Most customers do…with your permission! I’ll bet you are too and you don’t even realize it. More on that in a moment…
Accounts Receivables: Is this maybe the most boring topic known to man (or woman)?
I get it. But hear me out.
I had a client send me this the other day:
Patty, We used to have an Accounts Receivables issue. Thank you & your crew for helping us clean up our AR. We are better able to see our open invoices and more aggressively work to collect old receivables. As you say, you helped us “clean up the noise” so we can stay focused on trying to collect the older balances and not let the current invoices go out too late.
And it got me thinking…a lot of business owners don’t realize that their customers are using them as a bank.
Here’s what I mean by that. You’ve completed work with a client, sent them an invoice, and now wait for them to pay. You’ve given them 10, 30, 60, 90, however many days to pay you for the work that you’ve done. And you’ve already paid your employees for doing the work. And paid for the materials or inventory required for that job. And paid for the product that you just sold that customer.
People don’t often realize this, but that is an interest-free loan you’ve given to your customer.
When you give terms to your customers and don’t get paid as soon as you render your services or sell products, you’re extending credit to your customers.
Business owners will often say to me, “But my business is profitable, so why not?”
My pushback to them is that it’s cash flow you’re looking at, not profitability. These are two completely different aspects of your company’s financial picture. If you run out of cash, you can go out of business. Your bottom line can show a profit, but you can still grow yourself out of cash.
Extending credit to your customers puts you in the business of being a banker. And if you wanted to be a banker, you would be working in a bank, am I right?
When you do this, you have to manage it. You’ve extended credit, so you have to manage that process (what I call managing your receivables) until you get the cash back into your bank account.
The other thing to be aware of in the realm of cash flow is your company’s cash cycle – the time it takes to convert cash on hand into inventory and accounts payable, through sales and accounts receivable, and then back into cash. As it relates to accounts receivable, we want to shorten the time it takes to collect the cash from services rendered or product sold. In the bigger picture, your goal is to have your number of days of outstanding receivables be shorter than your number of days of outstanding payables. As in, you’re getting money in more quickly (from receivables) than it’s going out the door to pay your bills.
Otherwise, you might have to borrow from your bank to fund operations and be charged interest to pay your bills, while your customers get a free ride as they owe you money! Money you might really need to help fuel your business.
That’s why you want to try to compress that cash cycle as much as you can.
Why do we need to pay attention to this? Because typically, accounts receivables are the largest or second largest item on a company’s balance sheet. Such a large amount of money doesn’t manage itself, and the older invoices are the harder they become to collect.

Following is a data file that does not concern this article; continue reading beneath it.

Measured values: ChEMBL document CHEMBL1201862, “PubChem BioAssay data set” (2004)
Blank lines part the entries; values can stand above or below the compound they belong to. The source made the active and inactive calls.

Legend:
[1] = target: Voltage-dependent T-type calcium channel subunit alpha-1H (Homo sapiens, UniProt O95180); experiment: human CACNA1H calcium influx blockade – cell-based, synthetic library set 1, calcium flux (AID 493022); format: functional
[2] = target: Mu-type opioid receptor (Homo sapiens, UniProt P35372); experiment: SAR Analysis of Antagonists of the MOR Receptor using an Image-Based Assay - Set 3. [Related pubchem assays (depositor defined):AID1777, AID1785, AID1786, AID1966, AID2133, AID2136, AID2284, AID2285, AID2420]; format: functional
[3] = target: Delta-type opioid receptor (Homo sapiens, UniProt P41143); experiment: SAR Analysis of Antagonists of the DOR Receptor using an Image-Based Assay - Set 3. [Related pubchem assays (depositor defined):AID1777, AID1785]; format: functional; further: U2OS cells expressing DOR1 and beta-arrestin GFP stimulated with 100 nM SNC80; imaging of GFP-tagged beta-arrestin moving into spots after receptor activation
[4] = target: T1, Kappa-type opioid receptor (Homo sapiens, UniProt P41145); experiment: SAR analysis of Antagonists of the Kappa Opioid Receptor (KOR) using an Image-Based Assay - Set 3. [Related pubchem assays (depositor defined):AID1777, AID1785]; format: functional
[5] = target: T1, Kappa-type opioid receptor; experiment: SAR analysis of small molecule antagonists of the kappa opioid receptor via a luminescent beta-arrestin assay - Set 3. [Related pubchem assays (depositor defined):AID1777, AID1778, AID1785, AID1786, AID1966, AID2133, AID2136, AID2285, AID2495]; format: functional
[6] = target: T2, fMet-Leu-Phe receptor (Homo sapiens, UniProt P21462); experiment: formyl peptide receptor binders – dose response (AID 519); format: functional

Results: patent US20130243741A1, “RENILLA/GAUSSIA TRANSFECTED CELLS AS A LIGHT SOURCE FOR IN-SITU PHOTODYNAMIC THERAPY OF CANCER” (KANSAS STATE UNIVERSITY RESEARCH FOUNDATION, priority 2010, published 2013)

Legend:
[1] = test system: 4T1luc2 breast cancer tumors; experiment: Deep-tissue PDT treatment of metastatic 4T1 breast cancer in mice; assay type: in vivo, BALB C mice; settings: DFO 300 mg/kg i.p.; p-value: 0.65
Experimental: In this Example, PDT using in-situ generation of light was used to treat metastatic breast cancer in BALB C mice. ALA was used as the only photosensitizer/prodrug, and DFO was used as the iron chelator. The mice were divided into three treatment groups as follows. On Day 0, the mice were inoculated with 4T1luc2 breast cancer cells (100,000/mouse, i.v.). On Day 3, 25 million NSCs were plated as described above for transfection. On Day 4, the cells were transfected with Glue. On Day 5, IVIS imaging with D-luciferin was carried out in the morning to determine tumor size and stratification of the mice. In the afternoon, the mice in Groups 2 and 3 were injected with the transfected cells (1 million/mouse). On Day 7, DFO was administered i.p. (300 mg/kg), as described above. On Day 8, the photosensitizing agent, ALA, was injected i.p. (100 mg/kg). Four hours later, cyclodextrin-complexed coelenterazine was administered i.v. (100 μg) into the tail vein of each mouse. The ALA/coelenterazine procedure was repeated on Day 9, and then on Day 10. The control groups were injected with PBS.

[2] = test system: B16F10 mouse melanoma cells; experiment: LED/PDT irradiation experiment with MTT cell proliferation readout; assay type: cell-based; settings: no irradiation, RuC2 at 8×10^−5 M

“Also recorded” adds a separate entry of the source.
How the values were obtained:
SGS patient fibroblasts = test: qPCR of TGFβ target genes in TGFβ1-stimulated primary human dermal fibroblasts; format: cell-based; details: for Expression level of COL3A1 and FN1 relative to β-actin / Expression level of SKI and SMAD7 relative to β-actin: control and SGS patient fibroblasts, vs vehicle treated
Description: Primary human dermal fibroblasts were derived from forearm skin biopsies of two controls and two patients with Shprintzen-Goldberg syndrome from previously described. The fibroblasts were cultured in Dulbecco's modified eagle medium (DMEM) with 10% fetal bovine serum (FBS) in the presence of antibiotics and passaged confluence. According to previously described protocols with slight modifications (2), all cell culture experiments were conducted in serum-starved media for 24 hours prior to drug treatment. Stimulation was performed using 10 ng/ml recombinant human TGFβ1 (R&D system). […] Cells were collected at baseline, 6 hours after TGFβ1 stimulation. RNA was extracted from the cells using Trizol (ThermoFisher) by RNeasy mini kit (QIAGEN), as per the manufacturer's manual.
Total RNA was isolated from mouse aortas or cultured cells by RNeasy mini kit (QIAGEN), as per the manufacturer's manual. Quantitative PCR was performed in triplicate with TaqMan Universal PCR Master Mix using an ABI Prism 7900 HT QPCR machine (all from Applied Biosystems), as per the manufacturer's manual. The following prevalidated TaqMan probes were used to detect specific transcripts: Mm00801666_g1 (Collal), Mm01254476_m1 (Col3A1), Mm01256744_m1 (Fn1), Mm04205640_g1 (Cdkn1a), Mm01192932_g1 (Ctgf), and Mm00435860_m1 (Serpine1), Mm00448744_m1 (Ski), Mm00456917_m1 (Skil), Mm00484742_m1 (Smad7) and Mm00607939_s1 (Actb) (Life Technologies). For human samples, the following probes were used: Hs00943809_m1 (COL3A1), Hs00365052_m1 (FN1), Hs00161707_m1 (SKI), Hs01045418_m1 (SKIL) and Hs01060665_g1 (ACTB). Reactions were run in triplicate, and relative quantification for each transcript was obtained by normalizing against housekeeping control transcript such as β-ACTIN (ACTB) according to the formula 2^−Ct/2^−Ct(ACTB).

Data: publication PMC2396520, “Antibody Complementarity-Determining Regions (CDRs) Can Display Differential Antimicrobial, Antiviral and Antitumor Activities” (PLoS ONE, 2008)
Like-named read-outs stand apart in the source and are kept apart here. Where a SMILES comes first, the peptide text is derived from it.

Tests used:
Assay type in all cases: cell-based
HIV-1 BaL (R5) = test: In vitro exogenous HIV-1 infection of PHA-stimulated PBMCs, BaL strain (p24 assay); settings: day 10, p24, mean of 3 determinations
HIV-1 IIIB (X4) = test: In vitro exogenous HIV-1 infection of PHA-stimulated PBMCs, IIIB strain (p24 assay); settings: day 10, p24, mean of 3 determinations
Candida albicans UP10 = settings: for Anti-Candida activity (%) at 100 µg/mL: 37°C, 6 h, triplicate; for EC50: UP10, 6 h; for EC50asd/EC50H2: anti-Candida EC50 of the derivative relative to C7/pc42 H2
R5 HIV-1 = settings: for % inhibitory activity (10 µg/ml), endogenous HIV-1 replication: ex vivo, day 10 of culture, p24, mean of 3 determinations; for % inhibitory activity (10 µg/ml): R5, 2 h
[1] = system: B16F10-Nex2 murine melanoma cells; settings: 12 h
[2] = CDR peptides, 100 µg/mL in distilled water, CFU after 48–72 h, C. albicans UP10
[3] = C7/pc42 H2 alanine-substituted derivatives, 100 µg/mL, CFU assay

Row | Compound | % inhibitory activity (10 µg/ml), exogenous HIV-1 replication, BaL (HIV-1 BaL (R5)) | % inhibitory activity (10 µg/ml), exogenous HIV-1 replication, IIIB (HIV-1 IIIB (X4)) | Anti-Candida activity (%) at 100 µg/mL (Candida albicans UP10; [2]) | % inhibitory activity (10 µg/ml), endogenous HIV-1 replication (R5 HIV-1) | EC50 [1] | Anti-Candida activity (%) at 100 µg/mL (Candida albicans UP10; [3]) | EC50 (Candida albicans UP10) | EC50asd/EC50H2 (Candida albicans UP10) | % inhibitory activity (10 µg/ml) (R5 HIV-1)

Unlike a fine wine that ages gracefully and gets better with age, invoices do not.
Remember: cash is king. It gives you options. So you need to make sure you have it in your account rather than it being in someone else’s account because you let them hang on to it; you need it to fuel the growth of your business. The more cash you have, the more opportunities you have to grow your business.
With that in mind, here are 5 things you can put in place to manage your accounts receivable so you have more cash and more options.
1. Get a credit policy. If you don’t have one, you need one. A credit policy determines who gets what kind of credit and how much, who you extend credit to, and how you evaluate it. What financial information do you require of your customers to prove that they are worthy of extending credit and are good for paying it back, and how do you evaluate or score that information?
2. Set the right terms for customers. You want to set terms that are appropriate within your industry. From a cash cycle standpoint, obviously shorter is better. Be aware that the longer your terms, the more cash starved your business might become. Better to make payment terms shorter and provide exceptions, than to make them long for everyone. Choose wisely.
3. Make it easy for customers to pay you. Give them a few options, not too many, but enough. You could accept electronic transfers, credit cards, checks, e-checks, ACH, PayPal, Square, or other payment methods to make it easy for customers to pay you without breaking the bank for you.
4. Make your customers want to pay you early and on time. Create a structure such as incentives, bonuses, rewards, or a loyalty program that makes customers want to pay you early and on time. Just make sure your reward is more like the carrot than the stick, because you want to retain those customers…not deter them from working with you again by hitting them with a stick!
5. Keep tabs on where your receivables are. Pay attention to your reports and what they’re telling you. There are accounts receivable aging reports on nearly every accounting system out there that tell you what’s current and what’s not. For the people that are beyond their terms, they need a follow-up so they know that you’re watching. The squeaky wheel gets the grease, and unfortunately some customers just won’t do anything until they’re prompted.
The bottom line is this: don’t be the bank. Make sure your customers pay you and are happy to do so for the good job you do for them. And if not…call me, because I know how to get you there!